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Giáo án tóan 2010-4-8 lúc 12:0:41
 thienthan1312 [Member]   Tham gia ngày: 2010-2-7 Số bài viết: 27
cac chi oi em chuan bi day bai"day tre moi quan he cua 2 nhom do vat khi chung hon kem nhau ve so luong trong pham vi 10".tu hoi di thuc tap toi jo ,jo moi day toan',nen k hieu phai day sao nua.cac chi co giao an thi gui cho em xem voi nha.k thi noi cach day cho em voi.
em cam on!

Thay đổi nội dung bởi luxinh1710 (2010-10-4 lúc 11:36:28) - Lý do: move 2010-4-9 lúc 3:47:47
 Lan [Member] Tham gia ngày: 2009-2-7 Số bài viết: 1278
http://www.uen.org/Lessonplan/preview?LPid=21363 2010-4-9 lúc 12:27:8
 thienthan1312 [Member]   Tham gia ngày: 2010-2-7 Số bài viết: 27
chi oi trang web nay la trang web j em vao dau co duoc.
chi gui lai cho em di! 2010-4-10 lúc 20:41:13
 Lan [Member] Tham gia ngày: 2009-2-7 Số bài viết: 1278
http://www.thuathienhue.edu.vn/khaothi/tieuhoc/mamnon/giaoan/4_5/toan/9.htm

http://vuimahoc.com/toan-mau-giao-so-sanh-so-luong-1.htm

http://hoctoan.360do.vn/ 2010-4-10 lúc 20:42:44
 Lan [Member] Tham gia ngày: 2009-2-7 Số bài viết: 1278
http://cuunon2009.violet.vn/present/show/entry_id/2684758

http://giaoan.violet.vn/present/show?entry_id=3126783 2010-4-10 lúc 21:3:5
 Lan [Member] Tham gia ngày: 2009-2-7 Số bài viết: 1278
Em cho học sinh biết hôm nay các em sẽ học về so sánh ít nhiều giữa hai nhóm.

Làm thế nào để biết nhóm nào có nhiều hơn và ít hơn?

Tại sao chúng ta phải cần học so sánh số lượng giữa hai nhóm?
Whole group
Lấy hai nhóm đồ vật khác nhau cho các em xem và hỏi các em cho biết nhận xét về hai nhóm này. (Có thể các em sẽ nói tên đồ vật của hai nhóm đó và số lượng của hai và nói nhóm này ít hơn và nhóm kia ít hơn.) Hỏi các em làm sao các em biết được nhóm này ít hay nhóm kia nhiều? Các em đã làm gì để biết được? Có thể các em trả lời là đã đếm và biết cái nào nhiều hay ít. Dùng một hai nhóm khác làm thí dụ rồi kêu một nhóm học sinh nam và một nhóm học sinh nữ đứng lên và cho các em nhận xét. Sau khi các em nhận xét cô giáo chỉ cho các em biết nếu muốn biết nhóm nào nhiều hay ít hơn ta nên tương xứng 1-1, nếu dư ra là nhiều hơn. Cô giáo bảo mỗi em học sinh nam tương xứng với một em học sinh nữ. Em nào thừa ra là nhóm ấy có nhiều hơn.

Small group
Dùng hạt lắc xí ngầu bằng chấm tròn hay số và các dụng cụ đếm cho học sinh chơi lắc số và so sánh ai có nhiều hơn và ít hơn. 2010-4-10 lúc 21:9:10
 Lan [Member] Tham gia ngày: 2009-2-7 Số bài viết: 1278
http://www.acsc.net/curriculum/EL/Math_StandardsK.htm
http://www2.visalia.k12.ca.us/standards/word/curriculum%20guide/CG_Math/PreK_CG_Math.pdf 2010-4-10 lúc 21:10:26
 Lan [Member] Tham gia ngày: 2009-2-7 Số bài viết: 1278
http://www.kindergarten-lessons.com/kindergarten-number-skills.html 2010-4-10 lúc 21:20:25
 Lan [Member] Tham gia ngày: 2009-2-7 Số bài viết: 1278
Kindergarten Math Academic Standards

In this technological age, mathematics is more important than ever. When students leave school, they are more and more likely to use mathematics in their work and everyday lives — operating computer equipment, planning timelines and schedules, reading and interpreting data, comparing prices, managing personal finances, and completing other problem-solving tasks. What they learn in mathematics and how they learn it will provide an excellent preparation for a challenging and ever-changing future.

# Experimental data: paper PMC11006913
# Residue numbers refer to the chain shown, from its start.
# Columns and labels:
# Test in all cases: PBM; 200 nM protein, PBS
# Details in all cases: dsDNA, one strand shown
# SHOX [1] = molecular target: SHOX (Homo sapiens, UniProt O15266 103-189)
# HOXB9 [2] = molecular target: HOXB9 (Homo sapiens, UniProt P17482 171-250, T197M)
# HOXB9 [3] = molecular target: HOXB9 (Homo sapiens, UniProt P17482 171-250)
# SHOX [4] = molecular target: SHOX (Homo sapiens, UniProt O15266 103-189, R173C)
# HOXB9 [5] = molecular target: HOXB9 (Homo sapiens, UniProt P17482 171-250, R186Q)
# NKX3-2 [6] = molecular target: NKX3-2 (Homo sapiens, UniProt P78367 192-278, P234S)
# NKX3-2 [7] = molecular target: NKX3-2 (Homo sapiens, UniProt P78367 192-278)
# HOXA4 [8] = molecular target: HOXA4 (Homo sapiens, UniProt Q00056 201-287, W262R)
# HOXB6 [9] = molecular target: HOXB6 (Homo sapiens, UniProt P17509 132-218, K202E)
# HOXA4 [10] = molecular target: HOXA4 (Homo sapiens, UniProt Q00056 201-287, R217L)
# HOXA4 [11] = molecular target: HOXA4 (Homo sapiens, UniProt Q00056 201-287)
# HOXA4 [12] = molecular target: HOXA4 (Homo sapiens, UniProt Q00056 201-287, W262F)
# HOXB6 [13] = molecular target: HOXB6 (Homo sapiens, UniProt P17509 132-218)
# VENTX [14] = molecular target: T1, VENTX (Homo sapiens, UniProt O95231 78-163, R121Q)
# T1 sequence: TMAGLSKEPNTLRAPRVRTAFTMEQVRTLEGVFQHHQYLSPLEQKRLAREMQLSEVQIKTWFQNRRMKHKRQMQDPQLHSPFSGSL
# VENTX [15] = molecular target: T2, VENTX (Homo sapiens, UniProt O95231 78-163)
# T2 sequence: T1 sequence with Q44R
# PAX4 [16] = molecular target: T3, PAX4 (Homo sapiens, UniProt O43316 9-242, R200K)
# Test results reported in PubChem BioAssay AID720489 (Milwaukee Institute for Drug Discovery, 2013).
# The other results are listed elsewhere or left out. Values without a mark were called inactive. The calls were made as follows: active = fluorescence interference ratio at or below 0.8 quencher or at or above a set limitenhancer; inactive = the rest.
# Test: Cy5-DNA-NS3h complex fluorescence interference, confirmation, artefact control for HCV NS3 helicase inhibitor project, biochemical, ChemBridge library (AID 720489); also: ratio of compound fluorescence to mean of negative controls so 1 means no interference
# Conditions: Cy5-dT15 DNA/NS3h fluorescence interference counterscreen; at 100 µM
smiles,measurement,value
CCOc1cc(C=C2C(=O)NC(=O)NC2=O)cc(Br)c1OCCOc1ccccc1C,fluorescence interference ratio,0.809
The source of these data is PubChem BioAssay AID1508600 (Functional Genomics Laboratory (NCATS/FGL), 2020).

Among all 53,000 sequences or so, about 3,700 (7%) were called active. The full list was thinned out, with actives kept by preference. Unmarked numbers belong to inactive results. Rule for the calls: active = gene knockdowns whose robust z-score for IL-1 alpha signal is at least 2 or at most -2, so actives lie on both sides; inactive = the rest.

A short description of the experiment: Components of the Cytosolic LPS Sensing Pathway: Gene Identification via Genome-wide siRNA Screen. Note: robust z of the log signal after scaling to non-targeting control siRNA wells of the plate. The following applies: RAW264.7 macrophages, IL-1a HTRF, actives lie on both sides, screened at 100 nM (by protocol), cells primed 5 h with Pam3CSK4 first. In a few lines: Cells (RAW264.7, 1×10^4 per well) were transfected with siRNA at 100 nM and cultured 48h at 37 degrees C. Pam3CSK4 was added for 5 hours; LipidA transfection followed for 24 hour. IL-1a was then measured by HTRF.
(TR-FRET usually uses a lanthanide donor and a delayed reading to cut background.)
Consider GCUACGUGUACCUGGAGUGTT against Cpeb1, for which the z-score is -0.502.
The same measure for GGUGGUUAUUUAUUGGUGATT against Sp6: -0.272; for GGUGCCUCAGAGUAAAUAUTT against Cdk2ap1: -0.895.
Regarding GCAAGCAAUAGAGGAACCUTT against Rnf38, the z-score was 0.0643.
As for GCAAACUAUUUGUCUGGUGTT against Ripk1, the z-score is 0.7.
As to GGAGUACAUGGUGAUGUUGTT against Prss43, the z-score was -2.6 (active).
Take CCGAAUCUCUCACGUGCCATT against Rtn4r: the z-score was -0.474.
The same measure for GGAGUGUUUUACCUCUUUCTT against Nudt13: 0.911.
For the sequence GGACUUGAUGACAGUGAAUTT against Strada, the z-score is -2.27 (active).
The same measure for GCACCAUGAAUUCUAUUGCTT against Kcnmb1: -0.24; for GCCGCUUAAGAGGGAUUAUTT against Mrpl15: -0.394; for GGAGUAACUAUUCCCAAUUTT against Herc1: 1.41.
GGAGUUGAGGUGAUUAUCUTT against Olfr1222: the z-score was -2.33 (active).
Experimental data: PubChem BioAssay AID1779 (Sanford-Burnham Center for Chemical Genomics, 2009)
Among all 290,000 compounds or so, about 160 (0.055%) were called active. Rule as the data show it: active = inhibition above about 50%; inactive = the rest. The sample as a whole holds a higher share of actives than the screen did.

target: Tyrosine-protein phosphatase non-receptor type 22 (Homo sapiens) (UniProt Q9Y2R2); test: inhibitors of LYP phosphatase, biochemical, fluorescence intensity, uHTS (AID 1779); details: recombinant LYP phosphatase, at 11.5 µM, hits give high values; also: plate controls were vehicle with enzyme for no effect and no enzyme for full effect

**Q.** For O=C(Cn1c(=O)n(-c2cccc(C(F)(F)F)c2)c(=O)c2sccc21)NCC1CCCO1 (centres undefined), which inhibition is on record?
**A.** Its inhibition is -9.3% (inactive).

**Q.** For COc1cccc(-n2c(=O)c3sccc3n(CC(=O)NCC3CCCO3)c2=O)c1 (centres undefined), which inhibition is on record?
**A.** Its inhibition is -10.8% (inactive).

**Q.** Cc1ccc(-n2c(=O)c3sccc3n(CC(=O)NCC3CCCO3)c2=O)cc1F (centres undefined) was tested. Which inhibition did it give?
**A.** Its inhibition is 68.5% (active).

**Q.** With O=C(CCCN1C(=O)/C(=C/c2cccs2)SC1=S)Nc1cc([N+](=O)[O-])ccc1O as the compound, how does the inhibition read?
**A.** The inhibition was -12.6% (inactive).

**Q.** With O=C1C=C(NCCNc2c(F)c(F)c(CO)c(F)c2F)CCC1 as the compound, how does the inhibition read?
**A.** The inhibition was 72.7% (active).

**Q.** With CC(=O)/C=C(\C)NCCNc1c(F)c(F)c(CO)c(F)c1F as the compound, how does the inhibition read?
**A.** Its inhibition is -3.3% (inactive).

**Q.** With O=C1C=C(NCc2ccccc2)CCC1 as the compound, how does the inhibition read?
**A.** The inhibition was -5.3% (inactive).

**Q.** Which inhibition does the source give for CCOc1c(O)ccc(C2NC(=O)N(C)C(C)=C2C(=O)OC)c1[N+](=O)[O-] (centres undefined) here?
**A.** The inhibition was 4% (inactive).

The state of Indiana has established the following mathematics standards to make clear to teachers, students, and parents what knowledge, understanding, and skills students should acquire in Kindergarten:

Standard 1 — Number Sense

Understanding the number system is the basis of mathematics. Students develop this understanding by first comparing the number of objects (such as blocks) in a given set. From comparing sets of objects, they develop the concept of counting: matching each object in a set with a counting number. Then they use counting to recognize, name, and order up to ten objects. As preparation for learning about fractions, students practice dividing sets into equal groups and shapes into

equal parts.

Standard 2 — Computation

Fluency in computation is essential. As students learn about numbers, they also learn how to add and subtract them. They use objects to join sets together (for addition) and to remove objects from sets (for subtraction).

Standard 3 — Algebra and Functions

Algebra is a language of patterns, rules, and symbols. Students at this level sort and classify objects according to various rules and make simple patterns with numbers and shapes.

Standard 4 — Geometry

Students learn about geometric shapes and develop a sense of space. They identify and describe simple shapes, comparing and sorting them by such attributes as size and roundness. They learn the meaning of words, like inside and above, that relate to positions in space.

Standard 5 — Measurement

The study of measurement is essential because of its uses in many aspects of everyday life. Students begin their study of measurement by comparing objects’ length, weight, temperature, etc. They use words like shorter, taller, heavier, and colder. They also learn concepts of time, such as hours, days, months, and years.

Standard 6 — Problem Solving

In a general sense, mathematics is problem solving. In all mathematics, students use problem-solving skills: they choose how to approach a problem, they explain their reasoning, and they check their results. As they develop their skills with numbers, geometry, or measurement, for example, students at this level move from simple ideas to more complex ones by taking logical steps that build a better understanding of mathematics.

As part of their instruction and assessment, students should also develop the following learning skills by Grade 12 that are woven throughout the mathematics standards:

Communication

The ability to read, write, listen, ask questions, think, and communicate about math will develop and deepen students’ understanding of mathematical concepts. Students should read text, data, tables, and graphs with comprehension and understanding. Their writing should be detailed and coherent, and they should use correct mathematical vocabulary. Students should write to explain answers, justify mathematical reasoning, and describe problem-solving strategies.

Reasoning and Proof

Mathematics is developed by using known ideas and concepts to develop others. Repeated addition becomes multiplication. Multiplication of numbers less than ten can be extended to numbers less than one hundred and then to the entire number system. Knowing how to find the area of a right triangle extends to all right triangles. Extending patterns, finding even numbers, developing formulas, and proving the Pythagorean Theorem are all examples of mathematical reasoning. Students should learn to observe, generalize, make assumptions from known information, and test their assumptions.

Representation